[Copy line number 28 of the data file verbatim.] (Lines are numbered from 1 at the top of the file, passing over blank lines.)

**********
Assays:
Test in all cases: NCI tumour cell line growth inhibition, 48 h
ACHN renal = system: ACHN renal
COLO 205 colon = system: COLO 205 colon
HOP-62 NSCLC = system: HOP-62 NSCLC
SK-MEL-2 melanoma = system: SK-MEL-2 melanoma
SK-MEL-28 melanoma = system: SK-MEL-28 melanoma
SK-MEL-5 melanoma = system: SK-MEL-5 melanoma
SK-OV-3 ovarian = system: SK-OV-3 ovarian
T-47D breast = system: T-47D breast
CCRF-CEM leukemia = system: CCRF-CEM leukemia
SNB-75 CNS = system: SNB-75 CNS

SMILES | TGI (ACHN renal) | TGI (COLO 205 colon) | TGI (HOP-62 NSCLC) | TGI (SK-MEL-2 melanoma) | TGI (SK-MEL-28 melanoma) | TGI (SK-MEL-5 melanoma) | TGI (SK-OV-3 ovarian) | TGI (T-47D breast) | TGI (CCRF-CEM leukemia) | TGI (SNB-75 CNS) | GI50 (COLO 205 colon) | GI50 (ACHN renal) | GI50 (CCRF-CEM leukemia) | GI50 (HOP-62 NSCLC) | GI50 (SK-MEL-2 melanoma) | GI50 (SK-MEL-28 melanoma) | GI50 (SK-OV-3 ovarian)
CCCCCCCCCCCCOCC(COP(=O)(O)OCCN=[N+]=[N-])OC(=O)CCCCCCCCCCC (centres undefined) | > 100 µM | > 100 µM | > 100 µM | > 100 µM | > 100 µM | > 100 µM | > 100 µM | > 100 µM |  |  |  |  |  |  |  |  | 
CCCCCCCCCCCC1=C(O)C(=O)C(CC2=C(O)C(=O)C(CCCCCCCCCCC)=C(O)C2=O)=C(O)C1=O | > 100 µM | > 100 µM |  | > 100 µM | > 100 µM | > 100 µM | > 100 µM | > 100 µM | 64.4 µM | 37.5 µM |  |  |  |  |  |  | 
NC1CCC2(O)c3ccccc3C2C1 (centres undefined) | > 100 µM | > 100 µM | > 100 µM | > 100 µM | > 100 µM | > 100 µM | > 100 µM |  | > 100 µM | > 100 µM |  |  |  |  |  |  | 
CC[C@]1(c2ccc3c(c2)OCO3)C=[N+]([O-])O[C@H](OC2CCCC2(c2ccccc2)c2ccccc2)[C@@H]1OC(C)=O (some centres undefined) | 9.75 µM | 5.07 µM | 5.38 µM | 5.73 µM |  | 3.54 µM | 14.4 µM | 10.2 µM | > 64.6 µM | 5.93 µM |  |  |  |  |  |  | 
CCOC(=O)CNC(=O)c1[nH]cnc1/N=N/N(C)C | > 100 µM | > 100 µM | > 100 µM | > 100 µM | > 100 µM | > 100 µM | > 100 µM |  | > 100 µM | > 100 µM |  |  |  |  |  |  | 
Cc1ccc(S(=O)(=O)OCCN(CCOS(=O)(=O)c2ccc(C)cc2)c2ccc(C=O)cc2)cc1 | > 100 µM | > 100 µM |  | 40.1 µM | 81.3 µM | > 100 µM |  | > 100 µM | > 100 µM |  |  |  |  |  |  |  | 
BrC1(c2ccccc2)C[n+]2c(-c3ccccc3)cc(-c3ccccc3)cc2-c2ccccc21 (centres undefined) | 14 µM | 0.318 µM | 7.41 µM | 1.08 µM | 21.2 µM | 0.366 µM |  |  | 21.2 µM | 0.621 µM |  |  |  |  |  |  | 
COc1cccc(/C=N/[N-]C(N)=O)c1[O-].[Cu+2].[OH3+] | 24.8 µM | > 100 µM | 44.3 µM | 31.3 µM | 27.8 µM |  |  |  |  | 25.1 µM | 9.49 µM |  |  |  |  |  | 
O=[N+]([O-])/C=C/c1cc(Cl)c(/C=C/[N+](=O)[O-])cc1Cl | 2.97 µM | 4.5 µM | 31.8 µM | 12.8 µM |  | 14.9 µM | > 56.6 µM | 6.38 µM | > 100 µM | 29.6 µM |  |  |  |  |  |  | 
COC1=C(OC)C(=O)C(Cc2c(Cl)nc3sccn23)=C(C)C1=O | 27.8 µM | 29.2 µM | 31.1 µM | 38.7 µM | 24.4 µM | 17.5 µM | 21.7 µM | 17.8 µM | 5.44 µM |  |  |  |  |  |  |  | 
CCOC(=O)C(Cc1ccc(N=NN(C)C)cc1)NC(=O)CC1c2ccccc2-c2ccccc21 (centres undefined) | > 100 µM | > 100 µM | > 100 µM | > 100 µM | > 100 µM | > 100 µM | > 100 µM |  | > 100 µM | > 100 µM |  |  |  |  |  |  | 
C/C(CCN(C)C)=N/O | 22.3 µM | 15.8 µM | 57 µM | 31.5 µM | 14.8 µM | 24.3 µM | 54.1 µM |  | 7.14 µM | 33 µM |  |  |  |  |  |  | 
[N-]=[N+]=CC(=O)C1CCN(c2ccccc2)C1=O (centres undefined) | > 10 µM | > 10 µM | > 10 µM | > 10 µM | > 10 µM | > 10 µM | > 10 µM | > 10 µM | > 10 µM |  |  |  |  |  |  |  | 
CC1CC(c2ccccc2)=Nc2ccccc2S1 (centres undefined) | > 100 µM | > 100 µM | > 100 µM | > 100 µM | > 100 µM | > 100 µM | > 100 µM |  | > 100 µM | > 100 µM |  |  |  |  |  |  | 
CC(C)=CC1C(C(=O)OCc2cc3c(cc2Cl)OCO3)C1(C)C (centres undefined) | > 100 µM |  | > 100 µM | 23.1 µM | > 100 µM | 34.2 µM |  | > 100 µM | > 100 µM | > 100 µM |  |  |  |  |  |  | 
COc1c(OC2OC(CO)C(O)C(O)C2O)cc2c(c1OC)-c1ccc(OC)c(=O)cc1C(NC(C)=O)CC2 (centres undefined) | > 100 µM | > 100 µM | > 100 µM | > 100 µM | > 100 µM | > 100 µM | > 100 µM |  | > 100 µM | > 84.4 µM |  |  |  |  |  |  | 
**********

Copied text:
CC(C)=CC1C(C(=O)OCc2cc3c(cc2Cl)OCO3)C1(C)C (centres undefined) | > 100 µM |  | > 100 µM | 23.1 µM | > 100 µM | 34.2 µM |  | > 100 µM | > 100 µM | > 100 µM |  |  |  |  |  |  | 